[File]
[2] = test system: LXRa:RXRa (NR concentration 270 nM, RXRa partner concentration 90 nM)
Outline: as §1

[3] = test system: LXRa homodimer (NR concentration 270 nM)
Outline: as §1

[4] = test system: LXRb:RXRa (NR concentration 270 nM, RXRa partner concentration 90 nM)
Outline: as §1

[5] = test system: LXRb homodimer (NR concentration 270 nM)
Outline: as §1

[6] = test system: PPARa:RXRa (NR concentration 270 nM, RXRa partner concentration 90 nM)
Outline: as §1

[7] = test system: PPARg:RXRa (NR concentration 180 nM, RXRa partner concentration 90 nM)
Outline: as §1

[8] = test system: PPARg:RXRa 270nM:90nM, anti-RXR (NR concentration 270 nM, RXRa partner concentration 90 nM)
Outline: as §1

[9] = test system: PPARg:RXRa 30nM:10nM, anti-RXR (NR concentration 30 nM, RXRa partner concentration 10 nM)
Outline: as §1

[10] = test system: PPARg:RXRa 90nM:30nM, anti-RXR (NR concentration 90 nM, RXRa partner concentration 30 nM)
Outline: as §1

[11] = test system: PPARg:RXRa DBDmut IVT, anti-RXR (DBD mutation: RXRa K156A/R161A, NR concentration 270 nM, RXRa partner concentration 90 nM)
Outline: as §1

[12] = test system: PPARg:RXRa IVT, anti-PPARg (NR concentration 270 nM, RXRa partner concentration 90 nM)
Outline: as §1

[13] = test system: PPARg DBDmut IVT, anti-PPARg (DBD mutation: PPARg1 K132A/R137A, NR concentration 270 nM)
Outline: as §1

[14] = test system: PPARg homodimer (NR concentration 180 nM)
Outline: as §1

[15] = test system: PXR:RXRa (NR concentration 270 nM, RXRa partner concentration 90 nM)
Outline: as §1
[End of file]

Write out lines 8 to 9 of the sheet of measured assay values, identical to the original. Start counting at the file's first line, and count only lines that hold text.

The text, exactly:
Outline: as §1

[6] = test system: PPARa:RXRa (NR concentration 270 nM, RXRa partner concentration 90 nM)